The time for an oil change has come, and you find yourself in the automotive section of your nearest store of choice. Rows on rows of different oils sitting upon shelves that are an entire section of their own. You know which grade of oil you need for your vehicle, but as you reach for it, you notice something. Some oil is synthetic, while others are conventional, or non-synthetic. You are now faced with the choice of choosing one or the other, but maybe you don’t know the difference; which one should you choose?
What Is Synthetic Oil?
As the name suggests, synthetic oil is an oil that has man-made origins for part of its production. Most of synthetic oil begins life as a highly refined crude oil that is pumped out of the ground, which is the same origin as regular oil. Others come from a base of other compounds, or another synthetic as a base. While their initial origins are similar, the big differences come out of the refinement process.
The refinement process allows for scientific control over the end result, which can produce an oil with higher purity, and molecular size then a standard oil could achieve. This results in an oil that can lower friction, reduce engine sludge, and increase the performance of your machine.
Synthetic oil is not a new item by any means! It has been around since 1929, as a matter of fact.
When it was first developed, it took some time to develop the technology and resources to refine it, but eventually it was used in jets, high-performance engines, and even everyday vehicles. A large portion of development occurred in Germany during the Second World War, as the Allies imposed oil shortages on them. Another big push for synthetics occurred during the 1970s American Energy Crisis, which resulted from a big push to improve fuel economy.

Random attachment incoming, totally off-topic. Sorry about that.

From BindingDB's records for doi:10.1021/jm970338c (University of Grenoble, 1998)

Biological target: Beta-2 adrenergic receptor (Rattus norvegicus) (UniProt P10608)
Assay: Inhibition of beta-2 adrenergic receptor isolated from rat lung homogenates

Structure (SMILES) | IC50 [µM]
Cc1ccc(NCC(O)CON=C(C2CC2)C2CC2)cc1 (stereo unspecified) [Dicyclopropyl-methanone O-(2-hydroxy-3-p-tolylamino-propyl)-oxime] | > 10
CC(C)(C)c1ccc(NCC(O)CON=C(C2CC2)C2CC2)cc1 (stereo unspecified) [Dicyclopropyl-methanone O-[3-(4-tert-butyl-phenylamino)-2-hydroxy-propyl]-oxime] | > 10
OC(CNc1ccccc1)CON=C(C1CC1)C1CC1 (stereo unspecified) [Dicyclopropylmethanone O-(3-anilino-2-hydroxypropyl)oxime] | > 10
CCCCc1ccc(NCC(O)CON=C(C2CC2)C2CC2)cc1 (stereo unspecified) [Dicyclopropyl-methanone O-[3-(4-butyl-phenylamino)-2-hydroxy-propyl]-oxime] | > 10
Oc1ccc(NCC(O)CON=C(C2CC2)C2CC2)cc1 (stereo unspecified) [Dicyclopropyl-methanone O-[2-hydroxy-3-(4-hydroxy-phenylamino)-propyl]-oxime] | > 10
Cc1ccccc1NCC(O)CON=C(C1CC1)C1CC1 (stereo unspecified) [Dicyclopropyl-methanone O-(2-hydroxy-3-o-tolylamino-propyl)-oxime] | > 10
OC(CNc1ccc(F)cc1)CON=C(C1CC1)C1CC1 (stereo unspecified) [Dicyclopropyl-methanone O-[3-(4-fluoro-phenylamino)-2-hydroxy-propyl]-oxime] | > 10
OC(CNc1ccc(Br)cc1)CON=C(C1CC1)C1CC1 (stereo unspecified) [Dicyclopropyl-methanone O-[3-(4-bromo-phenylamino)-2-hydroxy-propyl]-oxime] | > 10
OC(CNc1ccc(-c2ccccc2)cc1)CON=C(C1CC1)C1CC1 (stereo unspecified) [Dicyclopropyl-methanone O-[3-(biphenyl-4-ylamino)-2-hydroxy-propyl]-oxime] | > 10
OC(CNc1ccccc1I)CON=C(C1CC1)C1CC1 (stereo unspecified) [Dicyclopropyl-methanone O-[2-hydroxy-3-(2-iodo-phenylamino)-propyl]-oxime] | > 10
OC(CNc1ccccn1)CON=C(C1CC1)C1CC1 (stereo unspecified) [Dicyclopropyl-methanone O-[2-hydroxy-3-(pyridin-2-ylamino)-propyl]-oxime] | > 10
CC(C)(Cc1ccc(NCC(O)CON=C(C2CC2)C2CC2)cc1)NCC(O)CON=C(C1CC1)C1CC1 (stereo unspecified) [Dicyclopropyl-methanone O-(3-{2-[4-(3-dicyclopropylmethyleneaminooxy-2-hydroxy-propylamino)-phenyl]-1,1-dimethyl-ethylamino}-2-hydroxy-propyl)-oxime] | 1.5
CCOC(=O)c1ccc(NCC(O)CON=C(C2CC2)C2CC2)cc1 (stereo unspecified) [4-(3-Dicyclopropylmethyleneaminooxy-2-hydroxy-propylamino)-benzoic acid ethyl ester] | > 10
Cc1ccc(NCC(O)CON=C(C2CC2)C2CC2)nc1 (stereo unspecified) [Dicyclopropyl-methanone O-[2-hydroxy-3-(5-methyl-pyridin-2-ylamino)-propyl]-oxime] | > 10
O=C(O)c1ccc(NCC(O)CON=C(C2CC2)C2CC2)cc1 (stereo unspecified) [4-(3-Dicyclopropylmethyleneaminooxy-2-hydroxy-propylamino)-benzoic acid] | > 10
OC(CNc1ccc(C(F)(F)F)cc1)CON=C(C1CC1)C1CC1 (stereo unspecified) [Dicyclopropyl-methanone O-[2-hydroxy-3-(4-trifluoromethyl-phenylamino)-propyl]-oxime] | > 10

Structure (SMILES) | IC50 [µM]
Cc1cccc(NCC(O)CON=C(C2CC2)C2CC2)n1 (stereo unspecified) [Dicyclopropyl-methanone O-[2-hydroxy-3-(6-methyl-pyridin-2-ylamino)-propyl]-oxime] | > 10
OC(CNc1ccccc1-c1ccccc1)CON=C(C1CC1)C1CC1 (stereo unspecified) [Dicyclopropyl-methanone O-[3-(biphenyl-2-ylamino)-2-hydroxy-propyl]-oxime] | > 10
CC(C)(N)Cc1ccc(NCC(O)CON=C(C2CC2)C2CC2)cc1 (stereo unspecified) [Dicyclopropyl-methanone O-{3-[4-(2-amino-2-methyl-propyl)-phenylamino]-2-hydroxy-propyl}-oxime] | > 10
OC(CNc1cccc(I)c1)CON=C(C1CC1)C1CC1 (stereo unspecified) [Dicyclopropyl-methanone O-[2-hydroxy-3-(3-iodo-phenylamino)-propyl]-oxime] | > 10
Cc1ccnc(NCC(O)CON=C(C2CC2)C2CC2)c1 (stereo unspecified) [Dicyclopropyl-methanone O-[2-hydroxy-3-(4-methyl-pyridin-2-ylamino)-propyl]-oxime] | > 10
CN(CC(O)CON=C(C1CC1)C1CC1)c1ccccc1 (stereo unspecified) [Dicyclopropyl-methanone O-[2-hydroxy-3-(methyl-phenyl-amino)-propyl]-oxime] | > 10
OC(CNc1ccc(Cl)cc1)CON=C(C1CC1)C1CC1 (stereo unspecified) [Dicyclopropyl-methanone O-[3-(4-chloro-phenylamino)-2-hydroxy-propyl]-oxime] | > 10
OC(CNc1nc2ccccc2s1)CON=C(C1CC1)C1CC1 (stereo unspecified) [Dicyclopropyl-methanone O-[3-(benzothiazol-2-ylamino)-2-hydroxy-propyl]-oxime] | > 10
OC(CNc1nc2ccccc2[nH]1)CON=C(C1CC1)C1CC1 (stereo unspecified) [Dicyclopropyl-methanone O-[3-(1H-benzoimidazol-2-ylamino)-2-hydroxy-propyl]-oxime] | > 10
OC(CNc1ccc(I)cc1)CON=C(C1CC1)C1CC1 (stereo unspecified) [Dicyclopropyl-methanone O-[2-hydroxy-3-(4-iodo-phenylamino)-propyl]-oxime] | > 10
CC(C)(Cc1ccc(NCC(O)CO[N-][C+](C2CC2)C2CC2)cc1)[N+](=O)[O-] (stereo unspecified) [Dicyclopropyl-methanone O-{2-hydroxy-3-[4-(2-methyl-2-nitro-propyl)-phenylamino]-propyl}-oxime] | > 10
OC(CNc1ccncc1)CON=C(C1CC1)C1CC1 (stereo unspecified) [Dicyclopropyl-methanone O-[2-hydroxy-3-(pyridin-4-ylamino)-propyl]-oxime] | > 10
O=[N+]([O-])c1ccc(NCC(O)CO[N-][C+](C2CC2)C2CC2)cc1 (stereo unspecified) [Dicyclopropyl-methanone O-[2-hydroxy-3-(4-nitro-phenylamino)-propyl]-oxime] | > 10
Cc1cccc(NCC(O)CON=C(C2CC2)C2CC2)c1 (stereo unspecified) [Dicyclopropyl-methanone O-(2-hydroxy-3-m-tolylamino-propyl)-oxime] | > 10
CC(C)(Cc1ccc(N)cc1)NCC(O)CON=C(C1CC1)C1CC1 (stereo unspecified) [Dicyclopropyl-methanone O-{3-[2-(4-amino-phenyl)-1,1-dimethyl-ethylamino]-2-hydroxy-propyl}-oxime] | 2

Synthetic Vs Conventional
So which one should you choose? We know that they are made differently, with synthetic being far more refined than the normal stuff. The big difference comes in the way they run in your engine, with synthetic being far and away the superior option. Consider this quote from the AAA: “According to industry tests, synthetic oil engines perform 47% better than engines using conventional motor oil.”
Here’s an overview of the benefits of synthetic oil vs regular oil:
- Fewer emissions
- Better fuel/oil economy
- Increased protection from wear due to lower friction
- Longer times between oil changes
- Reduced engine drag
- More uniform oil quality
- Quicker engine start times
- Helps at cleaning engine sludge and deposits
One thing to keep in mind: while it’s considered the best for performance, it is the most expensive option, and many don’t use it for that reason. Also make sure to check with your engine manufacturer, or handbook, to see if synthetic oil can’t be used in it for any reason. The last thing you’d want is to ruin the engine.
If you can afford the costs and your engine has no issue with synthetic oil, go ahead and choose it. You’ll end up with better performance and less frequent oil changes, and deposits. Should price be an issue, but you still want to get into it, you can always rotate which oil you use per change. Additionally you can also choose a blended oil, which is a less refined form of synthetic that lives between full synthetic and regular oil.